Polycom Video Conferencing Bridges Upgraded
I love a software upgrade! It introduces all manner of new functionality, performance upticks, sometimes reintroduces functionality lost in a previous release and of course delivers higher security and stability through the bug fixes that users need. Today, Polycom announced release 4.0 of the RMX [[MCU]] offering and does all of these things. First introduced in 2007, the RMX product line is the HD-capable successor to the venerable MGC bridging portfolio which continues to satisfy customers with all-[[Standard Definition]] (SD) video networks.
To recap – the RMX lineup now includes the RMX 1000 (MSRP of $22,000), which is a low-density video conferencing bridge suitable for small organizations, where a device capable of some mixture of a maximum 20 voice sessions or 20 HD video sessions is more than enough power. The RMX 2000 (MSRP starting at $37,000 and depending on software licensing can reach as much as $263,000) delivers as many as 800 audio sessions or 40 HD (720p at 30 frames per second) sessions. For 1080p users, the RMX 2000 can bind 20 sessions at 30 fps.
This new release introduces a new circuit pack called the MPM+ card; the RMX 2000 can support two of the MPM+ cards in a single chassis. When operated together with the DMA, high availability and high scalability can be assured in a distributed network design since the DMA enables a segmentation of control signaling from the media stream, which enables more finite real-time operational decisions. The platform assumes IP sessions, but does offer T1 and E1 ISDN cards for PSTN termination.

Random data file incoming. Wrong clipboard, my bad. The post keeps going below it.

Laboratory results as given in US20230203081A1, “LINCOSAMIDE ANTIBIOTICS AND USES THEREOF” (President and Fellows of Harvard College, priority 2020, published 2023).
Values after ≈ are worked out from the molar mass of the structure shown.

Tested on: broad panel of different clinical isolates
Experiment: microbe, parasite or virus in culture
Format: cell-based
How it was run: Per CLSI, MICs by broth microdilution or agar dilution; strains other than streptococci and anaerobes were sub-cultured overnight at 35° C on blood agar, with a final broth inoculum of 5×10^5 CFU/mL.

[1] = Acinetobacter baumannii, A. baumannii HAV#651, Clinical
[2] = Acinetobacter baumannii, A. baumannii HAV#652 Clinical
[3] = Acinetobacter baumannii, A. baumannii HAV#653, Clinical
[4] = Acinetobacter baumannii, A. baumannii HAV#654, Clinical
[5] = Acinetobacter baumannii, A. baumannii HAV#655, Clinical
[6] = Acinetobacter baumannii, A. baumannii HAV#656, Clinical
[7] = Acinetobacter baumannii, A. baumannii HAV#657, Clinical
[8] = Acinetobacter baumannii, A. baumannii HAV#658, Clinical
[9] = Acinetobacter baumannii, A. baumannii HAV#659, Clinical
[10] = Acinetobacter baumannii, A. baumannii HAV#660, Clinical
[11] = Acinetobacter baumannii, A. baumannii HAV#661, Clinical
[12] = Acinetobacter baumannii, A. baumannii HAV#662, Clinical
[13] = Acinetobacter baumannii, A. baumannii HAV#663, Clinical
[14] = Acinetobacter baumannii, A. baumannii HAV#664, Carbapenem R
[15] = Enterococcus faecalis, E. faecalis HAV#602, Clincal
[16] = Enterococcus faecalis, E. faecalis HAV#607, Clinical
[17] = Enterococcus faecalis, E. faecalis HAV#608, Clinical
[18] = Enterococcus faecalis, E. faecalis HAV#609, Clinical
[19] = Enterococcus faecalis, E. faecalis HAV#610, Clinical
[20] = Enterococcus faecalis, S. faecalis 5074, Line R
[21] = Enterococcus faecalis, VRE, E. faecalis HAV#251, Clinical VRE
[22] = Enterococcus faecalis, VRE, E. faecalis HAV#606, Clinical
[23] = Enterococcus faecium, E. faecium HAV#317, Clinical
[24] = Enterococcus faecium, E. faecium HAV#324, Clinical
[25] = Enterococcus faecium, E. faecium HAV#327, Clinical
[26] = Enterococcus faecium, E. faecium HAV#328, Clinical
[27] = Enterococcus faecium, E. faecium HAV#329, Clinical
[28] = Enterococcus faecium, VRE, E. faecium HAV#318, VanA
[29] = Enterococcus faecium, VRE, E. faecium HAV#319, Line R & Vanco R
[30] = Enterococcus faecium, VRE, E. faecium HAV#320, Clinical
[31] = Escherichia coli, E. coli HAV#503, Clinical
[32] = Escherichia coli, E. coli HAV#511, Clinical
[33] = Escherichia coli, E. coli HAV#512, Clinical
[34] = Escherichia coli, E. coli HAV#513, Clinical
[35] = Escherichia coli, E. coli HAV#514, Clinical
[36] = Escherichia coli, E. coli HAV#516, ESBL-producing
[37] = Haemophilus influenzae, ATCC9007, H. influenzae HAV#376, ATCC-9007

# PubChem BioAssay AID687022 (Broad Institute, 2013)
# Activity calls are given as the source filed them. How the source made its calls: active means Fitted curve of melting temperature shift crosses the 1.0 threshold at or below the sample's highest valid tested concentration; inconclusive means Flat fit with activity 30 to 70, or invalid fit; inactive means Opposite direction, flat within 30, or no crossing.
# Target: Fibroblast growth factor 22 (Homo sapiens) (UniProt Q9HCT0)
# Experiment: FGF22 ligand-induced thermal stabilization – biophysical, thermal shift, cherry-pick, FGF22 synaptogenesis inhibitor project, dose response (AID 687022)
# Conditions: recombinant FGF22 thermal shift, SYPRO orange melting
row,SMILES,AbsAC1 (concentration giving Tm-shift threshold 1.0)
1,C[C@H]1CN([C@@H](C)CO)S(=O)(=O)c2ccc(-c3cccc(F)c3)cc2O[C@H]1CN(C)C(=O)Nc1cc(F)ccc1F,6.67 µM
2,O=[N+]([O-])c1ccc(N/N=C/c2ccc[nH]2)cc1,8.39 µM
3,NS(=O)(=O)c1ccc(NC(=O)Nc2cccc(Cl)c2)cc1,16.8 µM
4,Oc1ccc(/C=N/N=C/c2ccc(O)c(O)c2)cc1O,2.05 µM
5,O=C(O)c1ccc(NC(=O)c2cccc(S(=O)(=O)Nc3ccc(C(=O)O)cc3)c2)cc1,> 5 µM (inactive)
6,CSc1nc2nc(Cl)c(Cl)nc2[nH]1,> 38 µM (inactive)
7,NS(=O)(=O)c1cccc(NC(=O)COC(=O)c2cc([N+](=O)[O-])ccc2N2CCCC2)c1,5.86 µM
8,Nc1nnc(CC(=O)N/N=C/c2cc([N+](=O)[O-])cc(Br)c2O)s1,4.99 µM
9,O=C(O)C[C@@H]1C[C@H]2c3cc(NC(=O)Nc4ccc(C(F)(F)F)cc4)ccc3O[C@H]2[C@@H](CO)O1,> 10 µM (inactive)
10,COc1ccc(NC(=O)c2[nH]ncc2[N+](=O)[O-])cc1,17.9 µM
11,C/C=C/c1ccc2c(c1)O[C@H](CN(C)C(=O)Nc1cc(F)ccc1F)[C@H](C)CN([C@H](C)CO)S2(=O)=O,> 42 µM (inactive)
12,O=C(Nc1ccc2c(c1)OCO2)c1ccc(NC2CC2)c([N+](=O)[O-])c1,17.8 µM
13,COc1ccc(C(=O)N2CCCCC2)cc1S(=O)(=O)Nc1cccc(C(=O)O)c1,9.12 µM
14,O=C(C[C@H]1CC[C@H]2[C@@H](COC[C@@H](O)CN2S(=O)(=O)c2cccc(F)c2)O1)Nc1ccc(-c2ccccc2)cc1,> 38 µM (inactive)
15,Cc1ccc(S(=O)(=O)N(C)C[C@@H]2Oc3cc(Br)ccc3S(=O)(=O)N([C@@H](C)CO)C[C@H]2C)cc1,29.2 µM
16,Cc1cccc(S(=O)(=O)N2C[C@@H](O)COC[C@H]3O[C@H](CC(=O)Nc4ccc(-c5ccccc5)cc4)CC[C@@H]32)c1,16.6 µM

Key software enhancements include the new Video Clarity feature which introduces algorithms that interpolate the appropriate pixel color for lower resolution SD media streams when presented on higher resolution displays. Polycom claims the effect raises the experience typically one notch – QCIF -> CIF; CIF -> SD; SD -> HD (720p). This compensates for one of the frequent problems in displaying low resolution images on high resolution monitors, namely pixelation and blured images, which can be very disturbing when an SD user is displayed as one input on a telepresence-scale display. Lifesized visual can be a disappointment when an SD image is enlarged to fullsize and displayed adjacent to an other telepresence-grade image.
The returning functionality is the ability to schedule sessions. In previous releases, ad hoc sessions were the only mode supported, which precluded some market segments where planning of resource allocations are more formal.
The RMX is a multi-media bridge. It is too expensive to use as an audio conferencing bridge, is more expensive than SD-only bridges but since it can integrate video and audio conferences together – bringing in that non-video supported mobile CxO who has to call in from vacation, from a remote hotel or – since it can integrate HD and SD sessions together without downgrading everybody's visual experience – it has a role to play in most collaboration environments. Users can assign limits to each media class using the Fixed Resource Capacity feature which sets up sliders for each class (Audio only, CIF-only, SD-only, 720p only, 1080p only or any combination). The RMX also supports Flexible Resource Capacity so that users can support whatever classes in whatever combinations endusers demand.
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